Making Your Calculator Work for You
As we’ve already mentioned, the calculator is a very important
part of the Math IIC test. You need to have the right kind of calculator,
be familiar with its operations, and above all, know how to use
it intelligently.
There are four types of questions on the test: calculatorfriendly,
calculatorneutral, calculatorunfriendly, and calculatoruseless.
According to the ETS, about 60 percent of the test falls under the
calculatorneutral and friendly categories. That is, calculators
are useful or necessary on 30 out of the 50 questions on the SAT
II Math IIC. The other 20 questions are calculatorunfriendly and
useless. The trick is to be able to identify the different types
of questions on the test. Here’s a breakdown of each of the four
types, with examples. If you’re not certain about the math discussed
in the examples, don’t worry. We cover all of these topics in this
book.
CalculatorFriendly Questions
A calculator is extremely helpful and often necessary
to solve calculatorfriendly questions. Problems demanding exact
values for exponents, logarithms, or trigonometric functions will
most likely need a calculator. Computations that you wouldn’t be
able to do easily in your head are prime suspects for a calculator.
Here’s an example:

This is a simple function question in which you are asked
to evaluate f(x) at
the value 3.4. As you will learn in the Functions chapter, all you
have to do to solve this problem is plug in 3.4 for the variable x and
carry out the operations in the function. But unless you know the
square root and square of 3.4 off the top of your head, which most
testtakers probably wouldn’t (and shouldn’t), then this problem
is extremely difficult to answer without a calculator.
But with a calculator, all you need to do is take the
square root of 3.4, subtract twice the square of 3.4, and then add
5. You get answer choice C, –16.28.
CalculatorNeutral Questions
You have two different choices when faced with a calculatorneutral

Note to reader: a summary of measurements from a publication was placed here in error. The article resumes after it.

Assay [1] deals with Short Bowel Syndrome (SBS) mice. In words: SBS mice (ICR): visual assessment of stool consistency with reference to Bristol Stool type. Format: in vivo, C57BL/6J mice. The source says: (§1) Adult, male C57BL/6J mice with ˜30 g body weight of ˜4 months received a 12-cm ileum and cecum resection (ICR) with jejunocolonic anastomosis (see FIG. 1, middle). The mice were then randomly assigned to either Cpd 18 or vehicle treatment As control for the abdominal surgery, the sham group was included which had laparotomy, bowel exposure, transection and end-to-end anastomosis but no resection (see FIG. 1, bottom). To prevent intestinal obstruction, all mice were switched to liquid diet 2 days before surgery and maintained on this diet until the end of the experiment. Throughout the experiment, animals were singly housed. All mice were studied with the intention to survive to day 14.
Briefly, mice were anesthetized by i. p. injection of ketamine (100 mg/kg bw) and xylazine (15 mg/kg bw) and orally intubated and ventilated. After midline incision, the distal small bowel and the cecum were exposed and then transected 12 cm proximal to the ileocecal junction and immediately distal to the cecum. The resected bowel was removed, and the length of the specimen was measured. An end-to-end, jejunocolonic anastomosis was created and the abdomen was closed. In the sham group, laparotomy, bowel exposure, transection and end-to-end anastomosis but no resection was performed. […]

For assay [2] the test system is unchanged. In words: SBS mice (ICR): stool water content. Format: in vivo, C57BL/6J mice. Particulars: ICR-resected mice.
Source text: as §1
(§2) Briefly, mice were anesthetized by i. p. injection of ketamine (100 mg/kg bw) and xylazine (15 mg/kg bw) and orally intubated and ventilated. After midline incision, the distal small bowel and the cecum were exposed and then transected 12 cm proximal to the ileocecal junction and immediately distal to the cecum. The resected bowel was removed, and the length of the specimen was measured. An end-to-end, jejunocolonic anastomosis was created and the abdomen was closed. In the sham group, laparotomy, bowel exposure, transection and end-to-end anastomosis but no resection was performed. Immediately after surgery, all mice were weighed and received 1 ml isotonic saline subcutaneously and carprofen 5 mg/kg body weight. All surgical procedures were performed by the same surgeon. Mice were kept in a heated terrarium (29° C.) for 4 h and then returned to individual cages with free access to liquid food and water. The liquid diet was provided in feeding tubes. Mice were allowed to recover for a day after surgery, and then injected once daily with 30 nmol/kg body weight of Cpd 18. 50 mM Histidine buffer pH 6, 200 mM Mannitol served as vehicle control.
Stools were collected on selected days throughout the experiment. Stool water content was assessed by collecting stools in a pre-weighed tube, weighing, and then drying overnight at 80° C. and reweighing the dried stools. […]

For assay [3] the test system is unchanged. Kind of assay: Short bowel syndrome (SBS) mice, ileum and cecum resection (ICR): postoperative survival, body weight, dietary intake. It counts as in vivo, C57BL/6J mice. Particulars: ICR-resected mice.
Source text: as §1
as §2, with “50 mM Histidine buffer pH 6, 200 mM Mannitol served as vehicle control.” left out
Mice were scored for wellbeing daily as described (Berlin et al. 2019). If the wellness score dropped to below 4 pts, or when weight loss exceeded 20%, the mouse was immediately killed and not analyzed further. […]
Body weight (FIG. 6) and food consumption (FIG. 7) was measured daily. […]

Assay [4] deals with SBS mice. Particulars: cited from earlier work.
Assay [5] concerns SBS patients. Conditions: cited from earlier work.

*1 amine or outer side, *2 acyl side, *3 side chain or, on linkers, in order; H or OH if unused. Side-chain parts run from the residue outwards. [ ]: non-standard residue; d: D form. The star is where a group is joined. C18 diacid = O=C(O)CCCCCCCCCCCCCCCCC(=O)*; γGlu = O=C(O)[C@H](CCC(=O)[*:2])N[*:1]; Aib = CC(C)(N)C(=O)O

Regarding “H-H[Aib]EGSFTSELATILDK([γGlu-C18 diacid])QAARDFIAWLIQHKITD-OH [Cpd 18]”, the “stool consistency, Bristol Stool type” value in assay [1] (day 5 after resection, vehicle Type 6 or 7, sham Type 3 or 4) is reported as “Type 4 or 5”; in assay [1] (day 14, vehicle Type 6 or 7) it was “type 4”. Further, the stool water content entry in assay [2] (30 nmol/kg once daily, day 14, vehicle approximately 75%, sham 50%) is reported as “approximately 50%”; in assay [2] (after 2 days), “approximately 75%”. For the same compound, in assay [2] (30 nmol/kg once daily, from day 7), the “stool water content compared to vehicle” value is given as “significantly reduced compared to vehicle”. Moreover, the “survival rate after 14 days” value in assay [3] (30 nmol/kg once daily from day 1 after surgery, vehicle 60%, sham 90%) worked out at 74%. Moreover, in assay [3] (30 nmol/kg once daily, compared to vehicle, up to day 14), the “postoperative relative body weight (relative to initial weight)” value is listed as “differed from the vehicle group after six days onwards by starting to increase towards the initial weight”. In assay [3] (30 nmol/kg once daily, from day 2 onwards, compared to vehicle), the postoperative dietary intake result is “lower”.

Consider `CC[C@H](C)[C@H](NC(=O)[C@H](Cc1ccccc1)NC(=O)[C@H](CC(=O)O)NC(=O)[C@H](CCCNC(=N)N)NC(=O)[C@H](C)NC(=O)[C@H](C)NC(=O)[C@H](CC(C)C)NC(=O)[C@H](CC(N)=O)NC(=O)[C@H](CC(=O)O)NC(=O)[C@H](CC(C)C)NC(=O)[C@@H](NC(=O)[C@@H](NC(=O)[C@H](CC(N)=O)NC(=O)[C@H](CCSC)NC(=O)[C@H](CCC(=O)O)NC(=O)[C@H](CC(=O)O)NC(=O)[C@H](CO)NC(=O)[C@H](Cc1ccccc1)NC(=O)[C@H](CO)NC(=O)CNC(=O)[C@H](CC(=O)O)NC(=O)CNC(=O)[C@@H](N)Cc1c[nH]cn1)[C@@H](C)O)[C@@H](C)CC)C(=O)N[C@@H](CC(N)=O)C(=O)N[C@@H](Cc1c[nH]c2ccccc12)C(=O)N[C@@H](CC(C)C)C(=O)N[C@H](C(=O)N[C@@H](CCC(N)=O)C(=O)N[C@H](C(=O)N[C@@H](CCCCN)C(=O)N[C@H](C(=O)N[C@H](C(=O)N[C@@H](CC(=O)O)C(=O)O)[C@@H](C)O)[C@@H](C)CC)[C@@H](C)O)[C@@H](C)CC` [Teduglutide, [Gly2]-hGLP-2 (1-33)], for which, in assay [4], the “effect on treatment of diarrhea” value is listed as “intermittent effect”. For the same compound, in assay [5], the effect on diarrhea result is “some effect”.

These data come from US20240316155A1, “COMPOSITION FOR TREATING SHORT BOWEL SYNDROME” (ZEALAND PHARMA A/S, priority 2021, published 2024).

question. A calculator is useful for these types of problems, but
it’s probably just as quick and easy to work the problem out by
hand.

When you see the variable x as
a power, you should think logarithms. A logarithm is the power to
which you must raise a given number to equal another number, so
in this case, we need to find the exponent x,
such that 8^{x} =
43 23. From the definition of logarithms,
we know that given an equation of the form a^{x} =
b, log_{a} b = x.
So you could type in log_{8} (4^{3} 2^{3}) on
your trusty calculator and find that x =
3.
Or you could recognize that 2 and 4 are both factors of
8 and, thinking a step further, that 2^{3} =
8 and 4^{3} = 64 = 8^{2}.
Put together, 4^{3} 2^{3} =
8^{2} 8 = 8^{3}.
We come to the same answer that x = 3, and that B is
the right answer.
These two processes take about the same amount of time,
so choosing one over the other is more a matter of personal preference
than one of strategy. If you feel quite comfortable with your calculator,
then you might not want to risk the possibility of making a mental
math mistake and should choose the first method. But if you’re more
prone to error when working with a calculator, then you should choose
the second method.
CalculatorUnfriendly Questions
It is possible to answer calculatorunfriendly questions
by using a calculator. But while it’s possible, it isn’t a good
idea. These types of problems often have builtin shortcuts—if you know